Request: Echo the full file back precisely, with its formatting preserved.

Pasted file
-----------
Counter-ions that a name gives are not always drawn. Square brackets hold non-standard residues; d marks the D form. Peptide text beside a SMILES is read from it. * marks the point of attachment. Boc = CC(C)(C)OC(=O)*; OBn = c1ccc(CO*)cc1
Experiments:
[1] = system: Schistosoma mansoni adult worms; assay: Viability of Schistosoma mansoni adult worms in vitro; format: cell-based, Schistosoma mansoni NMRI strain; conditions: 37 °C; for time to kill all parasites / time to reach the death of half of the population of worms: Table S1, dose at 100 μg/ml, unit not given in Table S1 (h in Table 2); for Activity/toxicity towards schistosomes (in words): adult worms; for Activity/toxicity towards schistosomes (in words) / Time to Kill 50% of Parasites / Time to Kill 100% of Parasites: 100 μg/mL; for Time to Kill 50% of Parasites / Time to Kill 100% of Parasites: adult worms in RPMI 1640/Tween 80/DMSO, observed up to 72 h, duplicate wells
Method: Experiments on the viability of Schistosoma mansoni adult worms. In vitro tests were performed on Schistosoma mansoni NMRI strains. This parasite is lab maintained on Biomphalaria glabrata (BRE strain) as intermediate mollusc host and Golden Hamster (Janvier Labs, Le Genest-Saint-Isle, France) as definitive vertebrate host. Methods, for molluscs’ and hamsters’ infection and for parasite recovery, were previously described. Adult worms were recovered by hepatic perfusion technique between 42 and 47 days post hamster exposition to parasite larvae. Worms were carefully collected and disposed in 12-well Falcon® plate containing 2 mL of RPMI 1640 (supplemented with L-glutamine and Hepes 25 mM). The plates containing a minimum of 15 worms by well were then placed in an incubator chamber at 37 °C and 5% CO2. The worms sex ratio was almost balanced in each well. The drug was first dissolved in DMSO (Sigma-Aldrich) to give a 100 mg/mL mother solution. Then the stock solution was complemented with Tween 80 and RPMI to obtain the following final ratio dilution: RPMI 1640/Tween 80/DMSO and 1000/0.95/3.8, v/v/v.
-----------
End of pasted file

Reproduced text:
Counter-ions that a name gives are not always drawn. Square brackets hold non-standard residues; d marks the D form. Peptide text beside a SMILES is read from it. * marks the point of attachment. Boc = CC(C)(C)OC(=O)*; OBn = c1ccc(CO*)cc1
Experiments:
[1] = system: Schistosoma mansoni adult worms; assay: Viability of Schistosoma mansoni adult worms in vitro; format: cell-based, Schistosoma mansoni NMRI strain; conditions: 37 °C; for time to kill all parasites / time to reach the death of half of the population of worms: Table S1, dose at 100 μg/ml, unit not given in Table S1 (h in Table 2); for Activity/toxicity towards schistosomes (in words): adult worms; for Activity/toxicity towards schistosomes (in words) / Time to Kill 50% of Parasites / Time to Kill 100% of Parasites: 100 μg/mL; for Time to Kill 50% of Parasites / Time to Kill 100% of Parasites: adult worms in RPMI 1640/Tween 80/DMSO, observed up to 72 h, duplicate wells
Method: Experiments on the viability of Schistosoma mansoni adult worms. In vitro tests were performed on Schistosoma mansoni NMRI strains. This parasite is lab maintained on Biomphalaria glabrata (BRE strain) as intermediate mollusc host and Golden Hamster (Janvier Labs, Le Genest-Saint-Isle, France) as definitive vertebrate host. Methods, for molluscs’ and hamsters’ infection and for parasite recovery, were previously described. Adult worms were recovered by hepatic perfusion technique between 42 and 47 days post hamster exposition to parasite larvae. Worms were carefully collected and disposed in 12-well Falcon® plate containing 2 mL of RPMI 1640 (supplemented with L-glutamine and Hepes 25 mM). The plates containing a minimum of 15 worms by well were then placed in an incubator chamber at 37 °C and 5% CO2. The worms sex ratio was almost balanced in each well. The drug was first dissolved in DMSO (Sigma-Aldrich) to give a 100 mg/mL mother solution. Then the stock solution was complemented with Tween 80 and RPMI to obtain the following final ratio dilution: RPMI 1640/Tween 80/DMSO and 1000/0.95/3.8, v/v/v.